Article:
Film sites are littered with people slating films because they're not as good as the book, and rightly so in most instances, so it feels weird that I'Film sites are littered with people slating films because they're not as good as the book, and rightly so in most instances, so it feels weird that I'm on a book site writing a review that says it's not as good as the film.
The key difference between Nick Hornby's vision of Rob and John Cusack's one is one of relatability. The Rob of the film is obviously sweet, charming, and insecure in a way that engenders sympathy, while the Rob of the book seems a little more distant, a little less fun to be around. The issue of music, obviously a huge one with this book, makes a difference too - the film gives the impression of Rob being a man that loves his own music more than he hates other people's, and the book just doesn't, with his opinions outside of his own generation, hip-hop particularly, making him seem like a bit of a tool (interesting how the film saught to attack this head-on by having Rob namedrop Massive Attack vs. Mad Professor in his first top five, isn't it?).
This aside, this is an essential book for anybody that's ever obsessed at music at any point in their lives. Parts of it are almost painfully vivid; it's very hard not to recognize a little of yourself in all of the three main male characters and wince a little (anybody that looks down their nose at Barry or Dick is lying to themselves), nor to wistfully empathize with the way all these men live vicariously through their record collections and the singers, musicians, producers, and labels that produced them. On the one hand it's a novel that glorifies geekiness, on the other it's one that explores the pitfalls and the downsides of retaining your geekiness into your thirties better than just about anything ever has - sometimes the most telling way to skewer something is from the inside out, and High Fidelity is a great example of that. Funny (funnier than the film in fact), charming, touching, elegantly paced, and impressively mature throughout; this is the kind of book you feel silly recommending to people because you assume that anybody that might possibly like it will have at least heard of it already, but recommend it I must....more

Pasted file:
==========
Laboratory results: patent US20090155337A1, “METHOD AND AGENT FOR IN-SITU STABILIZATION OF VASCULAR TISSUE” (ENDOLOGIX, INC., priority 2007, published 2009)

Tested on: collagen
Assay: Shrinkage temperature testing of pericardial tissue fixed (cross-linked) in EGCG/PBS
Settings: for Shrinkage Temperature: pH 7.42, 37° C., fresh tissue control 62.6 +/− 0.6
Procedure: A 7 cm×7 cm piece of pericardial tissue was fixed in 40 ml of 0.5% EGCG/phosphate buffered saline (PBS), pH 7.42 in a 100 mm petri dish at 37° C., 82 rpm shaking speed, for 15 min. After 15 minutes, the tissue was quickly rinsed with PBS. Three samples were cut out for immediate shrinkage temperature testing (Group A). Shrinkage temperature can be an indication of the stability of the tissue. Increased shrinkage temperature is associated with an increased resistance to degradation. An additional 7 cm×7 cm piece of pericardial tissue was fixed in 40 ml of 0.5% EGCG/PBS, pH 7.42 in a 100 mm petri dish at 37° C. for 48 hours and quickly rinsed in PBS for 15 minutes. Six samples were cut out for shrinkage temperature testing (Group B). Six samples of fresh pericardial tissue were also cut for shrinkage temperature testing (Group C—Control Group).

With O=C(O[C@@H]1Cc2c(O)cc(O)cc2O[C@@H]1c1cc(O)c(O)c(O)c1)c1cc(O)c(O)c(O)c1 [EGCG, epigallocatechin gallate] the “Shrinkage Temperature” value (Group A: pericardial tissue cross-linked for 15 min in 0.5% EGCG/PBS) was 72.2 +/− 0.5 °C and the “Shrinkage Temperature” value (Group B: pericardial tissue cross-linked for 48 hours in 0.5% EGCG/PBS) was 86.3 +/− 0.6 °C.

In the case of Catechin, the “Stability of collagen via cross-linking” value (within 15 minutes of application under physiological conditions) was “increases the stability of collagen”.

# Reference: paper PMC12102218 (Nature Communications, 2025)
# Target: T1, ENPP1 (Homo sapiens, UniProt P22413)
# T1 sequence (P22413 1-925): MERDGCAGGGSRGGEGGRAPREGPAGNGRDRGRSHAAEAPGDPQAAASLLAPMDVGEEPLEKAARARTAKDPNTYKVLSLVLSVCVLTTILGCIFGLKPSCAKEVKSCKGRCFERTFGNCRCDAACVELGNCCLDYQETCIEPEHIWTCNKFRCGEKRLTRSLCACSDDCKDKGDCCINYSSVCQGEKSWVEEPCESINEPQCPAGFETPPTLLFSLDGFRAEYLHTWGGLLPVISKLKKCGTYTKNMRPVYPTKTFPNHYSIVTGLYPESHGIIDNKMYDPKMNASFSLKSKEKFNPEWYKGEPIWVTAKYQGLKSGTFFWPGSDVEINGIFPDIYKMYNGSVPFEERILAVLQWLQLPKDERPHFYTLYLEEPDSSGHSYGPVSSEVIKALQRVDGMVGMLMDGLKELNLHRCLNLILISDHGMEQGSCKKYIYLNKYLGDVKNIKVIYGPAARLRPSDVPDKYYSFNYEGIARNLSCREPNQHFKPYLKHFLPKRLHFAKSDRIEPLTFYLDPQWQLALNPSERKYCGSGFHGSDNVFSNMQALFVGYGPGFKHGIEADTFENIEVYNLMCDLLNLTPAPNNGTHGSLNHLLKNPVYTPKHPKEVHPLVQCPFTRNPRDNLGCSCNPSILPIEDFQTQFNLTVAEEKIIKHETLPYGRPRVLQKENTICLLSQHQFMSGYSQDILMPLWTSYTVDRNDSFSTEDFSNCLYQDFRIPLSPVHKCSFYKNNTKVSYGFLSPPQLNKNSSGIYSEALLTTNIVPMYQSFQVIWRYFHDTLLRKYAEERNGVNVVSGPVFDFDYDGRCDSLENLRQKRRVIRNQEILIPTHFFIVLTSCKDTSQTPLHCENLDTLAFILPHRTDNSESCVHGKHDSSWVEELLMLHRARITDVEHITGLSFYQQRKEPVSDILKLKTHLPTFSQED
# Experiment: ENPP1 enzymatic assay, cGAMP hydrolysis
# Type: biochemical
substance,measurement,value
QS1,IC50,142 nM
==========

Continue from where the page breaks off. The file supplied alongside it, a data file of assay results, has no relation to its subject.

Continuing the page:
It might seem odd that Wilson chose to follow up a book like Inverting the Pyramid, one with such a broad, all-encompassing sweep, with one that seemsIt might seem odd that Wilson chose to follow up a book like Inverting the Pyramid, one with such a broad, all-encompassing sweep, with one that seems to have such a narrow focus; not merely a book about England's national team, but one that focuses on ten specific matches (many of which its readers are unlikely to have seen) to make its point. Yet, where else could he really have gone? Inverting the Pyramid picked up so many strands of thought and left them tantalizing unresolved or unexamined that, surely, the only way forward was to pick up one of those strands and run with it?
That's what The Anatomy of England: A History in Ten Matches does; it takes a few sentences found in the chapters named 'The English Pragmatism' from Inverting the Pyramid that attempt to sum up the personality and history of English football and uses them as a launchpad for another discussion.